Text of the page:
Anheuser-Busch Briefing Center, U.S. Chamber of Commerce
1615 H St NW, Washington, D.C.
Registration and Breakfast: 8:00 a.m.-8:30 a.m.
The Forum for Innovation reads the Internet so that you don’t have to, sharing a short list of curated blog posts for your Friday reading.
Reena Jana takes an insider look at Facebook’s “internal innovation culture,” and teases out 3 ways the company is working to change the game in social media:
- Encourage everyone — even those in the C-suite — to learn by making
- A winning mobile strategy: ask what's essential and contextual
- Physically mix up your work environment on a regular basis
Some of the greatest inventions today involve the human body, and especially around devices that lead to the “quantified self,” or ways to upgrade human health using the power of Big Data. Forbes contributor Adam Ozimek asks a very pertinent question then: “Will body monitoring implants be the future of healthcare?”
Darrell West of the Brookings Institution argues that the need for invention in the mobile economy has never been greater. He went on to say, as GE’s Ideas Lab highlights, that “this involves making needed research and development investment, commercializing knowledge, promoting STEM (Science, Technology, Engineering and Mathematics) education, reforming our immigration system, and maintaining a sound patent system.”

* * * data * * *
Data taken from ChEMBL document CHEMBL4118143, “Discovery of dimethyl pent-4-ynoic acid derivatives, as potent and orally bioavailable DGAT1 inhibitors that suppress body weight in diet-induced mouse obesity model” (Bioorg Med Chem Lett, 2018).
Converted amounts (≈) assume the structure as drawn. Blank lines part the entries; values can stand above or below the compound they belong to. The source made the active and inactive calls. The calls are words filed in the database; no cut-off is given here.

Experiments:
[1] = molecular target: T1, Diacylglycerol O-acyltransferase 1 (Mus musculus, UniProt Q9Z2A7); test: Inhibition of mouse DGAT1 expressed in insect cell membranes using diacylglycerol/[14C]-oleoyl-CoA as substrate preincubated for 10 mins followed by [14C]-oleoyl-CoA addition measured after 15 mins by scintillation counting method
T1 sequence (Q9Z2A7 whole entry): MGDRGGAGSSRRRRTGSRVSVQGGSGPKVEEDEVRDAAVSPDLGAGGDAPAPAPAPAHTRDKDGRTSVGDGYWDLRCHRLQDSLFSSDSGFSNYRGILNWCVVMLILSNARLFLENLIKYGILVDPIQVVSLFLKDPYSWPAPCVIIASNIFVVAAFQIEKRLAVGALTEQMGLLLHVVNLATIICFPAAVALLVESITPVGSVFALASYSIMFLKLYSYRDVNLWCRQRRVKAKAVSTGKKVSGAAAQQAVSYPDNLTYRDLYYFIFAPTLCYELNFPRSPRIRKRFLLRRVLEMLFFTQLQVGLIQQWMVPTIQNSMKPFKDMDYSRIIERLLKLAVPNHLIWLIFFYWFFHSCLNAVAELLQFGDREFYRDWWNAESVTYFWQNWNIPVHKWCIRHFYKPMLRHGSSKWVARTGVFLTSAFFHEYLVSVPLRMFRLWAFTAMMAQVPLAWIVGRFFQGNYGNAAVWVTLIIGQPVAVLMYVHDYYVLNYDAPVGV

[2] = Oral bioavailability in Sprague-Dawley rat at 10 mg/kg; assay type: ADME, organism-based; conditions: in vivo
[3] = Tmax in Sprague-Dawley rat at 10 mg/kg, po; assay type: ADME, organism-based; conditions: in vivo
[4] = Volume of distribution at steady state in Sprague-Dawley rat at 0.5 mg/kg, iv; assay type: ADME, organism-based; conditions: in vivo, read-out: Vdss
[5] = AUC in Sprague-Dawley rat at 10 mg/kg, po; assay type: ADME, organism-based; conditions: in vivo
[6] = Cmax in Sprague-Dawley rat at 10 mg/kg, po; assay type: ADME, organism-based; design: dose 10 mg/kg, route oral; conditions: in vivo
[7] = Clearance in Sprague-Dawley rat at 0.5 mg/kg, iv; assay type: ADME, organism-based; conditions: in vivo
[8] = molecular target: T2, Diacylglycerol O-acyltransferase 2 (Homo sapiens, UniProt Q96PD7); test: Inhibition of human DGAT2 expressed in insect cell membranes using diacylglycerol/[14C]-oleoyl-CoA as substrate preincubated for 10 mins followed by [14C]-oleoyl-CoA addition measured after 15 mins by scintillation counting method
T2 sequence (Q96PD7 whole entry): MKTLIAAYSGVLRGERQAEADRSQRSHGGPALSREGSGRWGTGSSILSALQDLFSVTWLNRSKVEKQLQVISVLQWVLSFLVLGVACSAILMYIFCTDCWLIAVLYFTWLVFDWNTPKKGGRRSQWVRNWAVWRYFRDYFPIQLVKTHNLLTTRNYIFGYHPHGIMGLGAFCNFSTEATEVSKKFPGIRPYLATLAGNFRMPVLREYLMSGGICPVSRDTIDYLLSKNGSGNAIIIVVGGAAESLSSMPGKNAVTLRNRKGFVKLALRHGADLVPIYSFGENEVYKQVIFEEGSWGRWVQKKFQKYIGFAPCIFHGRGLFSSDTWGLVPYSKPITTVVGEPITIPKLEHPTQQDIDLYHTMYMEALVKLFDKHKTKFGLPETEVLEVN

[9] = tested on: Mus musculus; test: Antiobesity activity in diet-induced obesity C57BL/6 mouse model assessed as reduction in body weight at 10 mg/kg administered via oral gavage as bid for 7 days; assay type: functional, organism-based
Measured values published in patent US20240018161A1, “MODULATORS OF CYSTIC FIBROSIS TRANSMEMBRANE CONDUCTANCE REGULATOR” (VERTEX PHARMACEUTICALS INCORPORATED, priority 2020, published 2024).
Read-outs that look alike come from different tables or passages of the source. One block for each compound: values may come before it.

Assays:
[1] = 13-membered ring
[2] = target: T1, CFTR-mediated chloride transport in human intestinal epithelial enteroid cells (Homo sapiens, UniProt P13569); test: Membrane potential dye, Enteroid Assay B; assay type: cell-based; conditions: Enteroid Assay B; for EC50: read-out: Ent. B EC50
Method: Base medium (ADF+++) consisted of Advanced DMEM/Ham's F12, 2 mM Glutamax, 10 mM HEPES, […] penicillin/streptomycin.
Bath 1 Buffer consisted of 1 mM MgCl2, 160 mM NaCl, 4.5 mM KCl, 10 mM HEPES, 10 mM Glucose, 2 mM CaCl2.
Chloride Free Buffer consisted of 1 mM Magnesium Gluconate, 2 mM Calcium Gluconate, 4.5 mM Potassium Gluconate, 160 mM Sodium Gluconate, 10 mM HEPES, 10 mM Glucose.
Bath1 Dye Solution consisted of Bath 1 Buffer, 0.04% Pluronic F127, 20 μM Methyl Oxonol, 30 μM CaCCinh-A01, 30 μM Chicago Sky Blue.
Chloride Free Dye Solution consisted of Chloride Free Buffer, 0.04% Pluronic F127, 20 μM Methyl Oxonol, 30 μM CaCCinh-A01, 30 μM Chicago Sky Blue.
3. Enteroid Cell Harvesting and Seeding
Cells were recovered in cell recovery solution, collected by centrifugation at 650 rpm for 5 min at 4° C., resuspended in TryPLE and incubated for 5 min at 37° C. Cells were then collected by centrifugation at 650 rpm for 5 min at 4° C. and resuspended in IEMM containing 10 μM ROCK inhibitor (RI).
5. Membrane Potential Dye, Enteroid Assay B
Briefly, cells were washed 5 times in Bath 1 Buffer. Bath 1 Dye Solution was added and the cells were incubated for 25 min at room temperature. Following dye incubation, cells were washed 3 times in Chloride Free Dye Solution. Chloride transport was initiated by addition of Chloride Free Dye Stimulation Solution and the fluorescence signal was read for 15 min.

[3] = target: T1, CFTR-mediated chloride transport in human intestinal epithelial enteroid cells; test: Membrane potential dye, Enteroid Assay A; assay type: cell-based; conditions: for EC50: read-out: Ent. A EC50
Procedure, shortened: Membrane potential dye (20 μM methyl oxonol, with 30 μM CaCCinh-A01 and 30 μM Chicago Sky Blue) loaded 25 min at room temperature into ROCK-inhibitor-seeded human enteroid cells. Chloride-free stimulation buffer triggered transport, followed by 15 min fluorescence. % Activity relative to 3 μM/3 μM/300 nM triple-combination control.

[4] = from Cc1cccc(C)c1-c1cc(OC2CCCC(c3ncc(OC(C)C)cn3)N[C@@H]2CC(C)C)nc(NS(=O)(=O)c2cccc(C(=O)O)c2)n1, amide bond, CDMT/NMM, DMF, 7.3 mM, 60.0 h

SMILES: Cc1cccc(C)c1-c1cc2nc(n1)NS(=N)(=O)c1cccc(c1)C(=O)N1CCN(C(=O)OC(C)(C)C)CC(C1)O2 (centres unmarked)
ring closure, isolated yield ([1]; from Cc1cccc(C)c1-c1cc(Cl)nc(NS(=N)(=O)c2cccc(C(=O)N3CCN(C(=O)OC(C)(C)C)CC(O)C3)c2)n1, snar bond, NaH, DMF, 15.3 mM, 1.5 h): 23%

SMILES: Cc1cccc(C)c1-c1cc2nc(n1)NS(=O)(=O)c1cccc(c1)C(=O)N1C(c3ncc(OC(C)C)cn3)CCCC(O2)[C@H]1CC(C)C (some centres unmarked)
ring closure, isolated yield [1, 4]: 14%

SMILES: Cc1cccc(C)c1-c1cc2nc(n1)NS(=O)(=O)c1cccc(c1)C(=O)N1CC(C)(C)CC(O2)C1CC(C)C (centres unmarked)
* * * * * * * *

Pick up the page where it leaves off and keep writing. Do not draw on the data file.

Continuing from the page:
Tyler Cowen asks, Are we living in the modern-day equivalent of the early 19th century? In other words, if we were to compare today’s Information Revolution with the Industrial Revolution, where on the development scale are we and what does that timeline portend for our future? The answer:
“Eventually all of the creative ferment of the industrial revolution pays off in a big “whoosh,” but it takes many decades, depending on where you draw the starting line of course. A look at the early 19th century is sobering, or should be, for anyone doing fiscal budgeting today. But it is also optimistic in terms of the larger picture facing humanity over the longer run.”
Video: The Economist looks at revolutions at home, starting with the thermostat. Yes, that little device on the wall that we all ignore. This is what happens when one person asked why thermostats aren’t, well, smart and beautiful.